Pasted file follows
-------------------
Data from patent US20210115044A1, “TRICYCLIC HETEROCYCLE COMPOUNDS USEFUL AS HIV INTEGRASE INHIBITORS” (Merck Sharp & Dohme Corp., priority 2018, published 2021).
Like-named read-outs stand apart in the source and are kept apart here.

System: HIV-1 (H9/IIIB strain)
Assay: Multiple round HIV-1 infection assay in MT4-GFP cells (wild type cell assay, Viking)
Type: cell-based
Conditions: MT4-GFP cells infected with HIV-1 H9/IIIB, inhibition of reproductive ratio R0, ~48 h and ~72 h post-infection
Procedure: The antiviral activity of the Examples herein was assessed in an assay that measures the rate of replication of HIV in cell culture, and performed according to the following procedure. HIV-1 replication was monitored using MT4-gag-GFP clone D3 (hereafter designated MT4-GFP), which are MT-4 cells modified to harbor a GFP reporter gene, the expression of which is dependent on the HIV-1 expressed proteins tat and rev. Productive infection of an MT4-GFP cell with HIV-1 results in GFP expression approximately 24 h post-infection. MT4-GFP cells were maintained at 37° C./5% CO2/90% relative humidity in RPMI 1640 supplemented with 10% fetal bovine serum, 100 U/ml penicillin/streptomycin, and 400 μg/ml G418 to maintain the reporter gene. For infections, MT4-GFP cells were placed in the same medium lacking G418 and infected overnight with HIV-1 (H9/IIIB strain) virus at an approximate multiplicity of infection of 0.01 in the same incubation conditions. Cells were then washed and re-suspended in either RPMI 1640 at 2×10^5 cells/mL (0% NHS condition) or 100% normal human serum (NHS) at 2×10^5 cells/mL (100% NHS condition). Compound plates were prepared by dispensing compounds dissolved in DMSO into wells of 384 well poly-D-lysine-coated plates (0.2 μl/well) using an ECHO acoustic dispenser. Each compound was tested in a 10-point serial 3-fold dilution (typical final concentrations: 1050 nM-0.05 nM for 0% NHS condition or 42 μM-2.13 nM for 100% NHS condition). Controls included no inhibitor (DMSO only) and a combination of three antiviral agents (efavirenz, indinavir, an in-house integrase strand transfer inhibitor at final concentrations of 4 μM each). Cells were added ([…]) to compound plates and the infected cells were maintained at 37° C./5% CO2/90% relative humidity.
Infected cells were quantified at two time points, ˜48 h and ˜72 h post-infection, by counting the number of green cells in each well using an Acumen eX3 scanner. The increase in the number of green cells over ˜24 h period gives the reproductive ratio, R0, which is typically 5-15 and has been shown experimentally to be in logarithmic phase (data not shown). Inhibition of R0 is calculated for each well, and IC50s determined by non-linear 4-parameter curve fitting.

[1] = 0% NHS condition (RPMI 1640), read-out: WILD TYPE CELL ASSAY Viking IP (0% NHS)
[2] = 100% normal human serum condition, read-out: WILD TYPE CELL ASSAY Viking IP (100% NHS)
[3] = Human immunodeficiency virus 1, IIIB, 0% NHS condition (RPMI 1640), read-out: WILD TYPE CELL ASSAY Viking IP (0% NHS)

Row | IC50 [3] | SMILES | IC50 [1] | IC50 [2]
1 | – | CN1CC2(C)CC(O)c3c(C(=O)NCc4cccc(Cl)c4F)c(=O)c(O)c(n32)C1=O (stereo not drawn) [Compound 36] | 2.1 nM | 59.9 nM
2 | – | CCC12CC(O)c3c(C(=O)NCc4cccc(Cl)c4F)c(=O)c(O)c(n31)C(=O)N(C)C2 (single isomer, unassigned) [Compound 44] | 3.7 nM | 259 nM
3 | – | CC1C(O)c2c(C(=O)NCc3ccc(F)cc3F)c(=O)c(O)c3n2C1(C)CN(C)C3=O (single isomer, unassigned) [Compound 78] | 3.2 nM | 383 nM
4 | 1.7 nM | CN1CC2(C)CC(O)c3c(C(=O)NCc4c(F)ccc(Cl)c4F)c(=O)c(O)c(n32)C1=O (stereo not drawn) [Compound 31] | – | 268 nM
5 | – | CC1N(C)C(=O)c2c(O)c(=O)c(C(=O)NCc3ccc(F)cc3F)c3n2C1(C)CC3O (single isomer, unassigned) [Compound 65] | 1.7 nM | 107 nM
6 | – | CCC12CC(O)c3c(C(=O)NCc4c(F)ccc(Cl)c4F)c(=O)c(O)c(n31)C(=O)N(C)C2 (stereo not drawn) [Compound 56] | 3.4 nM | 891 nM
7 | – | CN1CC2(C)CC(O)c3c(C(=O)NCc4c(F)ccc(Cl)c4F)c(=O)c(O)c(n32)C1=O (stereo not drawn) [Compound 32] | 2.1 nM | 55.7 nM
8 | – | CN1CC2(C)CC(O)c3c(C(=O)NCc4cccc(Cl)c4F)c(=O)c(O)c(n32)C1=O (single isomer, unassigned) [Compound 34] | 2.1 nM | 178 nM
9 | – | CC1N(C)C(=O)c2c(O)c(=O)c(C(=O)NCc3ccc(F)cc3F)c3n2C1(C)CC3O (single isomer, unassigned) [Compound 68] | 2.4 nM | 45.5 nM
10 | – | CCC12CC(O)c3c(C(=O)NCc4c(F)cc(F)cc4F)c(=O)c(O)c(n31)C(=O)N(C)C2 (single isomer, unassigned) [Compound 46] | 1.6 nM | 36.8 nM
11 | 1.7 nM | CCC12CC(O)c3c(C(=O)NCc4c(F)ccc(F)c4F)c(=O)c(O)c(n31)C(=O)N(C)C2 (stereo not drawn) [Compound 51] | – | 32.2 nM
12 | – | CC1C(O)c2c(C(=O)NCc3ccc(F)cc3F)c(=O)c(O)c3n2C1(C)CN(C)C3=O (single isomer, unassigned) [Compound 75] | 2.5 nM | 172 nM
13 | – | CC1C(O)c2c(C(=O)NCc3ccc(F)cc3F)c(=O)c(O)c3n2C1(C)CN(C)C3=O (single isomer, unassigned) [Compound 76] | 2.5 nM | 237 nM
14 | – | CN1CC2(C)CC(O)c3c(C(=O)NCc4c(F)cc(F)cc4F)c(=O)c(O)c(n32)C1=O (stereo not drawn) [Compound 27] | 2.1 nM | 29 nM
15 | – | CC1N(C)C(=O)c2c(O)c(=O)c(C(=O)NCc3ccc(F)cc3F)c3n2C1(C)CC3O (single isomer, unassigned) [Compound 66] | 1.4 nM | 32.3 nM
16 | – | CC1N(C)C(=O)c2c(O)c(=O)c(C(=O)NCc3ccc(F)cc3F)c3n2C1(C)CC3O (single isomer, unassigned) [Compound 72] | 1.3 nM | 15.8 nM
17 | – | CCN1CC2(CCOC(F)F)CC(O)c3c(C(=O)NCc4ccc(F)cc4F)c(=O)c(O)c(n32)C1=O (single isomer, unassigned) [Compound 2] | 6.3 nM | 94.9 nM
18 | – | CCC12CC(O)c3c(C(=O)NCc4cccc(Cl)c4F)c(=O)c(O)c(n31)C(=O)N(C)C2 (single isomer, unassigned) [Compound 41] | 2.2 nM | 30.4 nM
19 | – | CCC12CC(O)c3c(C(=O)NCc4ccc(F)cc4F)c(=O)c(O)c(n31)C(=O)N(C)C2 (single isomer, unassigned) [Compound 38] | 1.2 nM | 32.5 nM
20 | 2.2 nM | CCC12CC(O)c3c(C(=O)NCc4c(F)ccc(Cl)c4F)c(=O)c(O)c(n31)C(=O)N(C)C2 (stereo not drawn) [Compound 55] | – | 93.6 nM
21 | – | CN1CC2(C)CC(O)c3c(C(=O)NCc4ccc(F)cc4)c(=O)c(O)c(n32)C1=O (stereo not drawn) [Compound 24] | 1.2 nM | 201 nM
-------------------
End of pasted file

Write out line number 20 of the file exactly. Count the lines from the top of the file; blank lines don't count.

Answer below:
8 | – | CN1CC2(C)CC(O)c3c(C(=O)NCc4cccc(Cl)c4F)c(=O)c(O)c(n32)C1=O (single isomer, unassigned) [Compound 34] | 2.1 nM | 178 nM